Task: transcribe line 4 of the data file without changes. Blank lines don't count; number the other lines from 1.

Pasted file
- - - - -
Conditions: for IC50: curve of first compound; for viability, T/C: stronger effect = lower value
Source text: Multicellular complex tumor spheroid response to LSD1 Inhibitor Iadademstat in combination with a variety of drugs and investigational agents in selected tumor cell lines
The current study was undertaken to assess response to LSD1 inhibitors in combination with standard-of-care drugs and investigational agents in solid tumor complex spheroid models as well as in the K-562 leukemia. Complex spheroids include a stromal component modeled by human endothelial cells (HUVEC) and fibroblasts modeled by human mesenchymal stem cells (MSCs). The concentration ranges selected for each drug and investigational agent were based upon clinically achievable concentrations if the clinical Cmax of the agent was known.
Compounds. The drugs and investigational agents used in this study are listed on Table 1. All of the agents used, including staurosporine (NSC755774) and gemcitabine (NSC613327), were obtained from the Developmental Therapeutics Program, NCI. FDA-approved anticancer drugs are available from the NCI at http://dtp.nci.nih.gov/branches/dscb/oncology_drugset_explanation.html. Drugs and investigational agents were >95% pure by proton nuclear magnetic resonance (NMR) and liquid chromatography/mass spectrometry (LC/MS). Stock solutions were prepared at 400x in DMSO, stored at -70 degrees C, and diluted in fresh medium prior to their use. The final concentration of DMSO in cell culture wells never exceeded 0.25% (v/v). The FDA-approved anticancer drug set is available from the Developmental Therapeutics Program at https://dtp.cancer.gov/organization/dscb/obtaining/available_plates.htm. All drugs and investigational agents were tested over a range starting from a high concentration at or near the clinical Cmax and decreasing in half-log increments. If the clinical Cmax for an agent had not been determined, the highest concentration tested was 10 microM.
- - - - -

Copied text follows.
Compounds. The drugs and investigational agents used in this study are listed on Table 1. All of the agents used, including staurosporine (NSC755774) and gemcitabine (NSC613327), were obtained from the Developmental Therapeutics Program, NCI. FDA-approved anticancer drugs are available from the NCI at http://dtp.nci.nih.gov/branches/dscb/oncology_drugset_explanation.html. Drugs and investigational agents were >95% pure by proton nuclear magnetic resonance (NMR) and liquid chromatography/mass spectrometry (LC/MS). Stock solutions were prepared at 400x in DMSO, stored at -70 degrees C, and diluted in fresh medium prior to their use. The final concentration of DMSO in cell culture wells never exceeded 0.25% (v/v). The FDA-approved anticancer drug set is available from the Developmental Therapeutics Program at https://dtp.cancer.gov/organization/dscb/obtaining/available_plates.htm. All drugs and investigational agents were tested over a range starting from a high concentration at or near the clinical Cmax and decreasing in half-log increments. If the clinical Cmax for an agent had not been determined, the highest concentration tested was 10 microM.